Work at the job site is moving along, and each week hundreds of photos are taken by any number of people to document the project. Each one of these folks – subcontractors, consultants, designers, etc. – has their own area of focus, their own reason for snapping a shot. They probably have their own way of doing things too, from how they shoot a picture to what they do with it after it’s taken.
So, what happens when it comes time to investigate a delay claim or a safety issue? The photo documentation you need probably exists, but it’s also probably out of your grasp. Without a systematic way of taking and organizing photos, you may find holes or gaps in your project documentation.
When planning your next project, take the time to add these requirements to the project specs:
- Require everyone (subs, consultants, designers, etc.) to organize, label and store their project photos on a common platform.
- Subs should shoot opening and closing photos of their work areas every day.
- Specify that consultants provide photo files to supplement each of the images they embed in their reports.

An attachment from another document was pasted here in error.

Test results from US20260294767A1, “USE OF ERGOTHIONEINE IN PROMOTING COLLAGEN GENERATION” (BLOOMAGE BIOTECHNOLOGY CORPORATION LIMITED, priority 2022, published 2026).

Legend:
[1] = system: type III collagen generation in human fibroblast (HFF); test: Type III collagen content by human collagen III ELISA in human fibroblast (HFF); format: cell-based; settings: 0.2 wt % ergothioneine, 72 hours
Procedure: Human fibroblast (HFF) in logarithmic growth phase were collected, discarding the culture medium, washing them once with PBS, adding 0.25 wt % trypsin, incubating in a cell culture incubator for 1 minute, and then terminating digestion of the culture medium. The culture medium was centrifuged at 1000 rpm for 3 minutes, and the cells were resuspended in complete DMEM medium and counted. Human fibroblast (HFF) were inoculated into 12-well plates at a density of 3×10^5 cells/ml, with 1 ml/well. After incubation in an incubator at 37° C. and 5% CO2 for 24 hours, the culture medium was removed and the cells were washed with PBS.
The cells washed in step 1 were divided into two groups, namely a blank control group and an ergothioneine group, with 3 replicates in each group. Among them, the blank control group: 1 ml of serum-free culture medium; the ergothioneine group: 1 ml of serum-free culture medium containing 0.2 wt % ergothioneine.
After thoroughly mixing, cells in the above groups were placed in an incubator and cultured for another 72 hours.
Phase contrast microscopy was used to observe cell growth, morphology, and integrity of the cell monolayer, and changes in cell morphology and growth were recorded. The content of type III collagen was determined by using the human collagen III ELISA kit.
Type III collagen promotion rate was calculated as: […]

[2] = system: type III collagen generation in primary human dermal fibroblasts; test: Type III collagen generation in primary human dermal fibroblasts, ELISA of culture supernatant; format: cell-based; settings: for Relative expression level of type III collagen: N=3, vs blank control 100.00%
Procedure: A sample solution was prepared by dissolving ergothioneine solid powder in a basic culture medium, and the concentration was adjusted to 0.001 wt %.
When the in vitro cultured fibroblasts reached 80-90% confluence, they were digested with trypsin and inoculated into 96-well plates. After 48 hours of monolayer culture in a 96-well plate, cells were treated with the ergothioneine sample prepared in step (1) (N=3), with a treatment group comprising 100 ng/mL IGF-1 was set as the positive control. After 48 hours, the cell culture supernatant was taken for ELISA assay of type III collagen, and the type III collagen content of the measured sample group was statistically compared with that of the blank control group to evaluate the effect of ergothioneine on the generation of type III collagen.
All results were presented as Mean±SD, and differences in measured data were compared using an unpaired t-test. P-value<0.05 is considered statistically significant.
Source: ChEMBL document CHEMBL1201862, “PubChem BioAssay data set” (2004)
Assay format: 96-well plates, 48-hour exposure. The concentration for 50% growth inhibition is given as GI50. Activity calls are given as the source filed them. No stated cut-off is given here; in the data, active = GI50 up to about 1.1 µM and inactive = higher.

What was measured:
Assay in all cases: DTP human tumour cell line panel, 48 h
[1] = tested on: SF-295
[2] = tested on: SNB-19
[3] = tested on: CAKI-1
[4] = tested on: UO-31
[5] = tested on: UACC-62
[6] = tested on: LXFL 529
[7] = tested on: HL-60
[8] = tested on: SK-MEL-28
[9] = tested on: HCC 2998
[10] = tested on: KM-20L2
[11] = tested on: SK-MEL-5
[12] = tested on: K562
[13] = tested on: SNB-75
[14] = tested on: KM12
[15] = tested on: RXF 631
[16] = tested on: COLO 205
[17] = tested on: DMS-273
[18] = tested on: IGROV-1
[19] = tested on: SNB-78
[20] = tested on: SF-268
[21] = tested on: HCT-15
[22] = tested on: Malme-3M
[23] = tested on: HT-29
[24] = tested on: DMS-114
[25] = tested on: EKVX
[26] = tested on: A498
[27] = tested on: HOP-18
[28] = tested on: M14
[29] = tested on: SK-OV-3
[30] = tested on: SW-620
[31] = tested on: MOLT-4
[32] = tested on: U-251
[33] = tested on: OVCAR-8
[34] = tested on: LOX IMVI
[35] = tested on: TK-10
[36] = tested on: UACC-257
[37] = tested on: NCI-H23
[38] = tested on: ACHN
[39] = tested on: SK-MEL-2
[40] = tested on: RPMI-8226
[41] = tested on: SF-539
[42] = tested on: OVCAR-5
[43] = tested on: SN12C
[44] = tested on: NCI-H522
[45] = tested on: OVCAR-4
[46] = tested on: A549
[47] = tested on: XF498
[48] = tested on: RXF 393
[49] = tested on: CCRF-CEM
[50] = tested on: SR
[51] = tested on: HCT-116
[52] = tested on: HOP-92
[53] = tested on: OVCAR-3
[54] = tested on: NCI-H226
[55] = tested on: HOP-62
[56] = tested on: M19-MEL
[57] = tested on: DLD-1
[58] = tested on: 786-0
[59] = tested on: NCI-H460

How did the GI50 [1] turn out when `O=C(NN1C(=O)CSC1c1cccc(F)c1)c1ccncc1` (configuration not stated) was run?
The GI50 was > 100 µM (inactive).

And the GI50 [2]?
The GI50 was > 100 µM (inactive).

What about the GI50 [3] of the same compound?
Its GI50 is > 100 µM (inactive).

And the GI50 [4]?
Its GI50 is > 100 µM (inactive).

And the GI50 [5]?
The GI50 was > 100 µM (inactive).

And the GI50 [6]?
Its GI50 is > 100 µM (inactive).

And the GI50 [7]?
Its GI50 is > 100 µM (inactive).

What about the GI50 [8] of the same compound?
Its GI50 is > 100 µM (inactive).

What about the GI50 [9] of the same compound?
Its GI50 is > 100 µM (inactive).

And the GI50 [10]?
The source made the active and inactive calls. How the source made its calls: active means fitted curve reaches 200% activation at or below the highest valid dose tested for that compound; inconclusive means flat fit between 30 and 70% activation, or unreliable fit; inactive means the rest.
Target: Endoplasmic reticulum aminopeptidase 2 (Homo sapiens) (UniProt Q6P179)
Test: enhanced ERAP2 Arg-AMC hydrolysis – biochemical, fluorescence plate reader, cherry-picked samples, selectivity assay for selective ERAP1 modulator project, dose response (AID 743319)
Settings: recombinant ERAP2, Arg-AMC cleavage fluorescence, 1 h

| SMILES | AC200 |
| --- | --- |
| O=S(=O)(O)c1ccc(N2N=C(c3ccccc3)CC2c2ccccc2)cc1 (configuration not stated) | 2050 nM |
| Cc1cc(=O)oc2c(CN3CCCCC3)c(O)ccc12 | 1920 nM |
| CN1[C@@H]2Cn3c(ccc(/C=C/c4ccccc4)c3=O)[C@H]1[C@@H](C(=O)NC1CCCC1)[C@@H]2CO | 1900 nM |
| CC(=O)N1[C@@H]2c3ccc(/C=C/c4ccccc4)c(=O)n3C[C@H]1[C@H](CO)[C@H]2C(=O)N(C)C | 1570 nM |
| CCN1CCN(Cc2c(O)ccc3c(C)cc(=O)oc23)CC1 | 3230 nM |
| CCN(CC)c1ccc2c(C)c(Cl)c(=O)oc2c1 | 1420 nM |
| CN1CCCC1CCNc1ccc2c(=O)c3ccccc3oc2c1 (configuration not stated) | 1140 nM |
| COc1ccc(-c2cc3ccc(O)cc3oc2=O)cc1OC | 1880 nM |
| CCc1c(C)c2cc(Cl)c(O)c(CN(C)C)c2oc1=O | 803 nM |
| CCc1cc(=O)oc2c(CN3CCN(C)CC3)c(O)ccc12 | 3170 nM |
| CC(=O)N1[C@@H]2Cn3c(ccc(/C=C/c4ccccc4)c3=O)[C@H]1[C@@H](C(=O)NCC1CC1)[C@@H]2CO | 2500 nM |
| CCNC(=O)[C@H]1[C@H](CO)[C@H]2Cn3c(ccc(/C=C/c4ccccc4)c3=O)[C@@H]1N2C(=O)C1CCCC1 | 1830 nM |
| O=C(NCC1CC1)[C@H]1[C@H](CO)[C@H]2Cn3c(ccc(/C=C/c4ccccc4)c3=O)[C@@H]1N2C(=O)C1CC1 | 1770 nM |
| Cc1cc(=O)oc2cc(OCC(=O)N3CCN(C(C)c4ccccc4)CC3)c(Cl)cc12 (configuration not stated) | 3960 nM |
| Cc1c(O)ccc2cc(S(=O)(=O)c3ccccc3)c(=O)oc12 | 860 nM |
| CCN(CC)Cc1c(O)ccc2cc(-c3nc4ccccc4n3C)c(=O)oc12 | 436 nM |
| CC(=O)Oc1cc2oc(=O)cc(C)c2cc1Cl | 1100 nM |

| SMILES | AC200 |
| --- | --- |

- Organize photos with location references, like grid lines, room numbers, sectors or GPS (or all of them!).
- Ask your safety manager to photo document routine checks.
- Include early photos from estimators and surveyors in the project data set.
- Accommodate less tech-savvy team members to ensure their photos don’t end up languishing on their phones or cameras.
- Incorporate your job site’s construction camera photos into the mix.
- Train your team to shoot a wide-angle photo for each set of close-up shots they take – this enhances the context of every shot.
- Establish a protocol for shooting a photo sequence in a uniform manner (e.g., always sweep from left to right and move clockwise around the subject). This will also improve the context and information value of the photos.
This up-front work and getting everyone on board might seem like just another thing to do. But when you consider the alternative – crossing your fingers and hoping you can find what you need when you need it – it’s definitely the better way to go.